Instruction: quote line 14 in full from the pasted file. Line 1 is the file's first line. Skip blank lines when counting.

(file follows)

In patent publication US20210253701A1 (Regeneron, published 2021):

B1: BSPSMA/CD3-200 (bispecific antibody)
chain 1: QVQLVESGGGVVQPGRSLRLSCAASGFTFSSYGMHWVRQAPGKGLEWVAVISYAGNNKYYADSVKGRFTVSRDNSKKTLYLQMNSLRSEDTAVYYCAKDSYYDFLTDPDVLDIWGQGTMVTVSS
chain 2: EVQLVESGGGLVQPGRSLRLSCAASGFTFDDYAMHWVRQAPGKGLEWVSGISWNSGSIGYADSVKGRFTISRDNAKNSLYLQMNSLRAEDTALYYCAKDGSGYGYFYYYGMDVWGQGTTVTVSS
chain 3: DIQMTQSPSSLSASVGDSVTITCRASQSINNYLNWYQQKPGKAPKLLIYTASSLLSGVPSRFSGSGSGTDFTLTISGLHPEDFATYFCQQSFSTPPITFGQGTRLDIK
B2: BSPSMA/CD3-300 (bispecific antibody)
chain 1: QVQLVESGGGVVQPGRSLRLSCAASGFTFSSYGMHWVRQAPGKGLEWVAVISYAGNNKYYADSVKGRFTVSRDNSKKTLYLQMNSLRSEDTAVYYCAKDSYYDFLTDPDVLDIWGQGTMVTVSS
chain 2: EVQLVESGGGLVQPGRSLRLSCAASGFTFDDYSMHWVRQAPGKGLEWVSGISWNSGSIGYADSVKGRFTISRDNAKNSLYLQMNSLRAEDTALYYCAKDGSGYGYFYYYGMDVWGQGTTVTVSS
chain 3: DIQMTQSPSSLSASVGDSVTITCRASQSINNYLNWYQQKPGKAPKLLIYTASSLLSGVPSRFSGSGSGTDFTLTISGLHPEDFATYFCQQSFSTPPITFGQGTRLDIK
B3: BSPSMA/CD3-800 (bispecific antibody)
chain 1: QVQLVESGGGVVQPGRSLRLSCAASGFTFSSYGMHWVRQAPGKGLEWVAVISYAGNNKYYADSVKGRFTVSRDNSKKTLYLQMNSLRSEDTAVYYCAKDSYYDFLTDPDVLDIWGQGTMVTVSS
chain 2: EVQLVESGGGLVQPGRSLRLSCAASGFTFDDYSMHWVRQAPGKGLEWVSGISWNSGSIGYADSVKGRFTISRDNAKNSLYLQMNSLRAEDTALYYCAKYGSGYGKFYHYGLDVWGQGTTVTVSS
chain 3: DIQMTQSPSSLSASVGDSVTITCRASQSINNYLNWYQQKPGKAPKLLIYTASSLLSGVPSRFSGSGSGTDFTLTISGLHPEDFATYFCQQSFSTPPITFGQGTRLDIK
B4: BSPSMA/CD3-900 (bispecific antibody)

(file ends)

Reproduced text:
B4: BSPSMA/CD3-900 (bispecific antibody)